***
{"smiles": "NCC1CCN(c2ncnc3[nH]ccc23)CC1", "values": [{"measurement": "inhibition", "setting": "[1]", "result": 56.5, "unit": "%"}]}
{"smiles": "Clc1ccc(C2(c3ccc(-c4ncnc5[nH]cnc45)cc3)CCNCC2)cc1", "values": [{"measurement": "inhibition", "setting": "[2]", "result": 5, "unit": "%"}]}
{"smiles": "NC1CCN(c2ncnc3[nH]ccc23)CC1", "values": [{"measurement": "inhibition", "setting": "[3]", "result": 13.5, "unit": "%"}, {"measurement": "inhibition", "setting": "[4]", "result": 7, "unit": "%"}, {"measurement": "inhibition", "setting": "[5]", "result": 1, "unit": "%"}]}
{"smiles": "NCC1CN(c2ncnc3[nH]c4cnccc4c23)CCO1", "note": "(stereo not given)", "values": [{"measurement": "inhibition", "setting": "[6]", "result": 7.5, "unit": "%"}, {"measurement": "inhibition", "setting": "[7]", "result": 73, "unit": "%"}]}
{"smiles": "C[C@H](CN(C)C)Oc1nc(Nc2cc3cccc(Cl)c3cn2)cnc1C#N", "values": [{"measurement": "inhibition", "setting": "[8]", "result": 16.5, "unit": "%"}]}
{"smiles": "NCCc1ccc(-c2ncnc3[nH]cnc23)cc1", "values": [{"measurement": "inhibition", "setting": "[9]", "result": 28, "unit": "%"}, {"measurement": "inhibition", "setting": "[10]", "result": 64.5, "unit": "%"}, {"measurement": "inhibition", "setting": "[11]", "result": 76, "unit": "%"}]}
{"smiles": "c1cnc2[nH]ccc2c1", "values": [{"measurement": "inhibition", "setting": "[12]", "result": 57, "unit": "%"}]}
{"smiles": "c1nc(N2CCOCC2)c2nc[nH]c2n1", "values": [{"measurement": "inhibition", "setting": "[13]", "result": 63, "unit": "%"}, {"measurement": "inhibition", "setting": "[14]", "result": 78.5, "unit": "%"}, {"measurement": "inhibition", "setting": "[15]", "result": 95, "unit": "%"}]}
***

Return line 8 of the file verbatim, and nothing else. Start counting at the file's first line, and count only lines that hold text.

{"smiles": "c1nc(N2CCOCC2)c2nc[nH]c2n1", "values": [{"measurement": "inhibition", "setting": "[13]", "result": 63, "unit": "%"}, {"measurement": "inhibition", "setting": "[14]", "result": 78.5, "unit": "%"}, {"measurement": "inhibition", "setting": "[15]", "result": 95, "unit": "%"}]}